The LaSalle County Historical Society’s museum lies on the north side of the historic Illinois and Michigan Canal, itself a historical landmark.
The museum building, erected in 1848 during the presidency of Zachary Taylor, is a beautifully restored sandstone building that was originally a granary and warehouse. The two-story building has walls of sandstone blocks between 18 and 32 inches thick, quarried in Utica, and secured with hydraulic cement of the same kind used in the construction of the I&M Canal.
James Clark, the man who commissioned the building, came to Utica in 1833, where he became a land squatter. In 1842 he became a contractor on the I&M Canal and in 1845 he bought the local cement mill. He made it a huge commercial success by selling the cement to the canal contractors and the general public. The cement was used in many parts of the canal.
He had the building constructed as a warehouse and general store to serve the needs of the canal traffic. Some accounts say the general store was really a company store for the cement company because in this store a man could pay his bill for board, doctor, food, and clothing. Clark sold everything a man could ever need, from whiskey at 25 cents a quart to coffins that ranged in price from $2.50 to $4. One could also pay at the store for a team and wagon to take the coffin to the cemetery.
When he was made Postmaster of Utica in 1849 the warehouse and store became Utica’s first post office.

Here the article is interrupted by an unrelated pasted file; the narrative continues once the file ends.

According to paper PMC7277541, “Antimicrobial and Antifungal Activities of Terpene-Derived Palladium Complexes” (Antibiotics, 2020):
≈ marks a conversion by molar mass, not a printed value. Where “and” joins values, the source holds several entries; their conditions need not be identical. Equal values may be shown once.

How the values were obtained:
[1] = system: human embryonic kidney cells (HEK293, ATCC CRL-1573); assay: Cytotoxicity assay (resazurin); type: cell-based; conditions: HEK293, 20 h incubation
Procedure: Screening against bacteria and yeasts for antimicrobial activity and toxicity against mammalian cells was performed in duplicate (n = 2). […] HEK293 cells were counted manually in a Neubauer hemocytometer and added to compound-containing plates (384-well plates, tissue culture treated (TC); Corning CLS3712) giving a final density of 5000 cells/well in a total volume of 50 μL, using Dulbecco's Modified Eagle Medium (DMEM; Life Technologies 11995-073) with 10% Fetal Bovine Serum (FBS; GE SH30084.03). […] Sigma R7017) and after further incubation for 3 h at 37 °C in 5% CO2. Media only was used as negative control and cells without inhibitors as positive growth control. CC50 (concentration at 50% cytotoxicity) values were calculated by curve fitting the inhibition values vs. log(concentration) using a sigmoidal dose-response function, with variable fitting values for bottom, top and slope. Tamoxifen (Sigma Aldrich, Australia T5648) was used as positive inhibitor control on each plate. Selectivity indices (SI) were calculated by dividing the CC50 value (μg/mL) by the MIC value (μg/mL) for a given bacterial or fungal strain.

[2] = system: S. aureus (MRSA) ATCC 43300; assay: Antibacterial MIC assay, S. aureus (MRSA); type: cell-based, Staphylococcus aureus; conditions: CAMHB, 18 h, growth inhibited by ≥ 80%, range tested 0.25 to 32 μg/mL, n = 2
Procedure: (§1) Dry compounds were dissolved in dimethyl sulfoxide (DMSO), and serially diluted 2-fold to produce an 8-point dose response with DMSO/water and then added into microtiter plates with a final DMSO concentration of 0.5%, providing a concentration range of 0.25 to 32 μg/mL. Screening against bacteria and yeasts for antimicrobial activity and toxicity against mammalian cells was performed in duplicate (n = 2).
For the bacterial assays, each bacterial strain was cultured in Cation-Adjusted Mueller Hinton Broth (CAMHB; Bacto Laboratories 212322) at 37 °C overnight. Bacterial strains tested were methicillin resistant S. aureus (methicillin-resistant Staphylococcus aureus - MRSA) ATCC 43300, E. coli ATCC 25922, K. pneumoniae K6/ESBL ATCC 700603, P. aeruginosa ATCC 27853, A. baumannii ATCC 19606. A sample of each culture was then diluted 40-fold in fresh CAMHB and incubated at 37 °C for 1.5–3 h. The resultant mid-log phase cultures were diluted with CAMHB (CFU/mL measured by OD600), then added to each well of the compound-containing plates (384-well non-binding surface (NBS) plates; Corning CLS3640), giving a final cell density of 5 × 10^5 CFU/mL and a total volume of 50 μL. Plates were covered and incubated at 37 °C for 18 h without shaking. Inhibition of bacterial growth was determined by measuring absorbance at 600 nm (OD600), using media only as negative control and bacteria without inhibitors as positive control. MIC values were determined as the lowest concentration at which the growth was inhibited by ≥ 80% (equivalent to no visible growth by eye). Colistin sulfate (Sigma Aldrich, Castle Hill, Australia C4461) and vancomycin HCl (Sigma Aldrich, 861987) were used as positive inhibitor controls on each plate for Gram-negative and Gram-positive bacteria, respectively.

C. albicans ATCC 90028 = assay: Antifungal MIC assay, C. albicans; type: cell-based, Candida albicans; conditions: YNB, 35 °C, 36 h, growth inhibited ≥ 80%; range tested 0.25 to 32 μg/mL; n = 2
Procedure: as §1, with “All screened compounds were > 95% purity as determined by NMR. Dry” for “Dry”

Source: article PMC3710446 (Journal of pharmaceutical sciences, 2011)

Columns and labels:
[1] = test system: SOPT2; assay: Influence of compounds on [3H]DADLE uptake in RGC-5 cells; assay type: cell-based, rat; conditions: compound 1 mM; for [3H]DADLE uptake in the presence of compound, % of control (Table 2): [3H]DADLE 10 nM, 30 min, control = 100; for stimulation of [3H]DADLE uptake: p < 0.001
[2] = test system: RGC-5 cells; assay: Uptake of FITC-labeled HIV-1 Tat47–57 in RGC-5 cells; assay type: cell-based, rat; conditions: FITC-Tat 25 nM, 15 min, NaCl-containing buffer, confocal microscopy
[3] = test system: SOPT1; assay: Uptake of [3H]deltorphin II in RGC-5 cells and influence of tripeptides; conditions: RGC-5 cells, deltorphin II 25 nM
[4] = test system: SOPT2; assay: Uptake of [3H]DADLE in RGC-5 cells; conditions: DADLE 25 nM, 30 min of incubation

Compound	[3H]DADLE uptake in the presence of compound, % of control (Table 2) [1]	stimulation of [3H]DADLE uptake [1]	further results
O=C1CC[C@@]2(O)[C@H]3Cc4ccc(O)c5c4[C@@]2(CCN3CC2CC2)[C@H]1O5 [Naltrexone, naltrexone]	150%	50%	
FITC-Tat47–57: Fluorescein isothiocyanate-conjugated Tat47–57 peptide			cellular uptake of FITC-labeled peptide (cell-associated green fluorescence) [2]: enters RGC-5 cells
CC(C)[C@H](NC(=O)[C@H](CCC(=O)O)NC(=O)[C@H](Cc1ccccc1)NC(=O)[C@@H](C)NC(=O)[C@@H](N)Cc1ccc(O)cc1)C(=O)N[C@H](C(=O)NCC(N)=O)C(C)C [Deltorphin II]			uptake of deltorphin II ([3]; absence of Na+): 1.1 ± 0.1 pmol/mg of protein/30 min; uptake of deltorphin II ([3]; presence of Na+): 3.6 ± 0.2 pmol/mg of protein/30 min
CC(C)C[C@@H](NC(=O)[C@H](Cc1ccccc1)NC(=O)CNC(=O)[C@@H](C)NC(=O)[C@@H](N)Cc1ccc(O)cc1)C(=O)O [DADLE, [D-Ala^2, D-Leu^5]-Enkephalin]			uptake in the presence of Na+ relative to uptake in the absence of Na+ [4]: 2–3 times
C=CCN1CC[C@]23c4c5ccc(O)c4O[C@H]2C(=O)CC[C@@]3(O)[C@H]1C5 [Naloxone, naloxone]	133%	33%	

Clark sold the building in the 1880s and a succession of owners used it as a livery and feed stable. One of the last owners ran a shuttle service, carrying passengers from the Rock Island Railroad station to the Starved Rock ferry. As automobiles became increasingly popular he switched from horses to an automobile service. And the building was known as “Manly’s Garage.”
One of the last businesses in the building was a car wash.
Some time later the building was abandoned, and sitting idly for years, became an eyesore for the village of Utica. By 1963 the state of Illinois owned the building and ordered it to be torn down.
The state had awarded the demolition contract to Judson B. Wetherby of Ottawa, but when he learned that Edmund B. Thornton wanted to turn the warehouse into the LaSalle County Historical Museum, he tore up the contract. Thornton got a 10-year lease from the state and repair work was started in 1964. The Historical Society occupied the building in 1966.
The Society celebrated the museum’s fortieth anniversary in 2006. It is one of only a few mid-nineteenth century warehouses still standing on the I&M Canal.
The Illinois State Historical Society presented the Society and Museum with the Award of Merit for local and regional history in 1969 for turning the warehouse into a museum. Two years later the Society received the National Award of Merit for preserving a landmark and turning into an interpretive history center. Only three other museums have received this honor. It still retains all its natural charm, including the foot square exposed support timbers.
Today it is the site of interesting and educational displays that include an extensive collection of Native American artifacts such as ceremonial and utilitarian tools used by both the friendly and hostile Indians of the Illinois River valley.
A pioneer home setting includes furnishings one would find in a typical prairie household in the 1850s. Clothing worn by the early LaSalle County settlers who lost their lives in the Indian Creek Massacre is on display, as are tools used by the pioneers.
Saved from the wrecker’s ball in 1963, the building has served as the headquarters of the historical society for more than 40 years.